厳島

( Itsukushima )

Itsukushima (厳島) is an island in the western part of the Inland Sea of Japan, located in the northwest of Hiroshima Bay. It is popularly known as Miyajima (宮島), which in Japanese means "Shrine Island". The island is one of Hayashi Gahō's Three Views of Japan specified in 1643. Itsukushima is part of the city of Hatsukaichi in Hiroshima Prefecture. The island was part of the former town of Miyajima before the 2005 merger with Hatsukaichi.

Itsukushima is famous for the Itsukushima Shrine, a UNESCO World Heritage Site. According to records, the shrine was established in the time of Empress Suiko. The warrior-courtier Taira no Kiyomori gave the shrine its present form. In 1555, Mōri Motonari defeated Sue Harukata at the Battle of Miyajima. Toyotomi Hideyoshi built a large building, the Senjō-kaku, on a hill a...Read more

Itsukushima (厳島) is an island in the western part of the Inland Sea of Japan, located in the northwest of Hiroshima Bay. It is popularly known as Miyajima (宮島), which in Japanese means "Shrine Island". The island is one of Hayashi Gahō's Three Views of Japan specified in 1643. Itsukushima is part of the city of Hatsukaichi in Hiroshima Prefecture. The island was part of the former town of Miyajima before the 2005 merger with Hatsukaichi.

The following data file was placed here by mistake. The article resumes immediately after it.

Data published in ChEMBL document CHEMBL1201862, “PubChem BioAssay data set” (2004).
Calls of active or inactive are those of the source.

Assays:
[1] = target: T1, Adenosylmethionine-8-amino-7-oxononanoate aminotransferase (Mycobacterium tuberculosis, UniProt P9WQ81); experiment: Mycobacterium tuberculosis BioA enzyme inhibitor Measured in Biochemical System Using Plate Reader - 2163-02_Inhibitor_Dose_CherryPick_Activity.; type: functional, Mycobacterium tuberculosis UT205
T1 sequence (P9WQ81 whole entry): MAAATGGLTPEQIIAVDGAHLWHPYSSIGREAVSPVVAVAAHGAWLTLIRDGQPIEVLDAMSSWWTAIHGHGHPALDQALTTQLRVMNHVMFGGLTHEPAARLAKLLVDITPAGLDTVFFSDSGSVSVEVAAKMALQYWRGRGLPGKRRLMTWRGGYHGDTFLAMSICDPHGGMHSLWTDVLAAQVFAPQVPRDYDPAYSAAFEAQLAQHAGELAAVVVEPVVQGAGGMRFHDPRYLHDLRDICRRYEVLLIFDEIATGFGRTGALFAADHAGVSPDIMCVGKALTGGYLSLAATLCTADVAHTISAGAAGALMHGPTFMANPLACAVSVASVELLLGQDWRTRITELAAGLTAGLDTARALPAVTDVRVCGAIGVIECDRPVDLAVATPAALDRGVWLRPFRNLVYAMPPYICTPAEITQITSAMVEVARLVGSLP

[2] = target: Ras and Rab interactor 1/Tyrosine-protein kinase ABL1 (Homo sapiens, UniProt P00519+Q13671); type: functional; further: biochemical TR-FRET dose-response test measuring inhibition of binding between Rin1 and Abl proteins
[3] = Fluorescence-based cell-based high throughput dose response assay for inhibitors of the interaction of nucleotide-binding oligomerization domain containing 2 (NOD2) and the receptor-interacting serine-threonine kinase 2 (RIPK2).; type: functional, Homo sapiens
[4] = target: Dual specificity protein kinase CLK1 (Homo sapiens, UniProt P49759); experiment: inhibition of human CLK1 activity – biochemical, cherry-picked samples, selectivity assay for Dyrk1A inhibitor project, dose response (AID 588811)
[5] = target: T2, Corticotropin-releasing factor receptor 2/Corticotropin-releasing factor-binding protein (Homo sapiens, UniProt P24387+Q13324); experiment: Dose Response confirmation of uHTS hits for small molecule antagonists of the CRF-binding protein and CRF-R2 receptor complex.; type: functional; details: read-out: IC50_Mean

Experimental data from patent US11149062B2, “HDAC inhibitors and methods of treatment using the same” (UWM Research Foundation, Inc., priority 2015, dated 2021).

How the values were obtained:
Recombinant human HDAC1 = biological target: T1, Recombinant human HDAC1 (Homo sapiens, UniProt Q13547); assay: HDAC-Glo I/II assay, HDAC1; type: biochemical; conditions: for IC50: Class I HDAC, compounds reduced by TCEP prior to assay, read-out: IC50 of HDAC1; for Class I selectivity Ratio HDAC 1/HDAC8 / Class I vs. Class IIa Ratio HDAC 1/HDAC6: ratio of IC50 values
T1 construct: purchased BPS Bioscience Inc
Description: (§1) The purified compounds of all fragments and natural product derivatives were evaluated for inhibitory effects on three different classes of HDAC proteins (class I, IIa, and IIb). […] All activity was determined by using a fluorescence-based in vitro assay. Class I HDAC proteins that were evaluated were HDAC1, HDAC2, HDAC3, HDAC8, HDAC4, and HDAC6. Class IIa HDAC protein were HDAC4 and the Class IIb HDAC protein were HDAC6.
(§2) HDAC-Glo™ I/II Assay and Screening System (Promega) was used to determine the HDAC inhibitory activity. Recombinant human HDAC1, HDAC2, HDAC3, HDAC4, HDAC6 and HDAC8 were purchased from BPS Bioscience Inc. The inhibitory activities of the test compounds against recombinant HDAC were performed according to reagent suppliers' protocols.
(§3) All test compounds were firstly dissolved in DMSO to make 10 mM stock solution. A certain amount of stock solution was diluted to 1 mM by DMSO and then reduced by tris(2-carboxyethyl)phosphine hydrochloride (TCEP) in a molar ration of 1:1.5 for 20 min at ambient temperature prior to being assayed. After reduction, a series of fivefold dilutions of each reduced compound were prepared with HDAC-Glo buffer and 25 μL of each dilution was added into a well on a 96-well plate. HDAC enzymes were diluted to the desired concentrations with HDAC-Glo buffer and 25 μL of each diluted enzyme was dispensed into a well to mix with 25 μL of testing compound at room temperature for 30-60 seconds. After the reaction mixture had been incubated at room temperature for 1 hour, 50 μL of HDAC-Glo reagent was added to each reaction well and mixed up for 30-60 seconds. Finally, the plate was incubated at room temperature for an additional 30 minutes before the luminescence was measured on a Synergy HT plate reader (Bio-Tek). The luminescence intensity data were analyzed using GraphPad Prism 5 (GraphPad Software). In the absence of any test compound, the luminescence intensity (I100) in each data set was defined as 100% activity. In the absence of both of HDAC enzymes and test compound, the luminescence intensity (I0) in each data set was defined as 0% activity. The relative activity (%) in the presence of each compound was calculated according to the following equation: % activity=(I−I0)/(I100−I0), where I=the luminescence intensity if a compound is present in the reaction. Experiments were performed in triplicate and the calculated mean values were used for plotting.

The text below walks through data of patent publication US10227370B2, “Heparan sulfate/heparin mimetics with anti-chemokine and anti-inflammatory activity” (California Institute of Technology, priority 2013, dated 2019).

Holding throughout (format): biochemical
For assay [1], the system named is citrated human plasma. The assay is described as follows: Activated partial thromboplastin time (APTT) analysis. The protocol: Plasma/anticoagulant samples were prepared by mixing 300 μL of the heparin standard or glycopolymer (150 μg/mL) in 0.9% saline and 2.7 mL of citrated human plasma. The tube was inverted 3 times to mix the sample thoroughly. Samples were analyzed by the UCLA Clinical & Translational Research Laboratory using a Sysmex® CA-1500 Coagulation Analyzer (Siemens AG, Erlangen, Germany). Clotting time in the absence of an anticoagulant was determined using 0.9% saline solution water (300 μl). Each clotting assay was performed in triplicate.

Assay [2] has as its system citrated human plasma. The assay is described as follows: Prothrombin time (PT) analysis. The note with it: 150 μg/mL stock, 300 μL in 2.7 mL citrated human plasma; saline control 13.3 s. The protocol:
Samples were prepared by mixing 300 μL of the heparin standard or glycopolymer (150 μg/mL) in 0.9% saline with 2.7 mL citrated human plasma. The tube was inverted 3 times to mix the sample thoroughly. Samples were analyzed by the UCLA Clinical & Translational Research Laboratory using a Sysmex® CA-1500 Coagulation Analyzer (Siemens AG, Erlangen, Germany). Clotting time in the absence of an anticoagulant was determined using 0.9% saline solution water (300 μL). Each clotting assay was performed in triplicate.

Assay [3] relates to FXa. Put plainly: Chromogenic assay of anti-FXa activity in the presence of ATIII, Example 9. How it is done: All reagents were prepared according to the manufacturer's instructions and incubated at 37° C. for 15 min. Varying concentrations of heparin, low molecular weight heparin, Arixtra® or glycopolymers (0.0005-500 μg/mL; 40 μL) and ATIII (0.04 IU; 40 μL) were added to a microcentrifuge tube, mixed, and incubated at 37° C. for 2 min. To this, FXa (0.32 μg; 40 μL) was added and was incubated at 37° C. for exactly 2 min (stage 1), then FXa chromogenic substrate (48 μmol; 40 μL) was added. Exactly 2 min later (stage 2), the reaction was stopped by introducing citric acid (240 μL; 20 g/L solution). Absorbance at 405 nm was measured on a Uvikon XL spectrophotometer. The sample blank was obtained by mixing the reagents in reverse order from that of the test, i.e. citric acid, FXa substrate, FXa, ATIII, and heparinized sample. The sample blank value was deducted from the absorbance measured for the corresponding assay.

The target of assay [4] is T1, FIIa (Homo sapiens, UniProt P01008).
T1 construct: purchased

Itsukushima is famous for the Itsukushima Shrine, a UNESCO World Heritage Site. According to records, the shrine was established in the time of Empress Suiko. The warrior-courtier Taira no Kiyomori gave the shrine its present form. In 1555, Mōri Motonari defeated Sue Harukata at the Battle of Miyajima. Toyotomi Hideyoshi built a large building, the Senjō-kaku, on a hill above the shrine.

Itsukushima has a number of temples, including Toyokuni Shrine with a five-storied pagoda, and Daiganji Temple - one of the three most famous Benzaiten temples of Japan. The island is also famous for its upper hill side cherry blossoms and maple leaf autumn foliage.

The island of Itsukushima, including the waters around it (part of Seto Inland Sea), lies within Setonaikai National Park. This sea is affected by strong tides. At low tide, the bottom of the sea is exposed past the island's torii. At high tide, the sea covers all the previously exposed seabed mud and fills areas underneath the shrine boardwalk.

Photographies by:
JordyMeow - CC BY-SA 3.0
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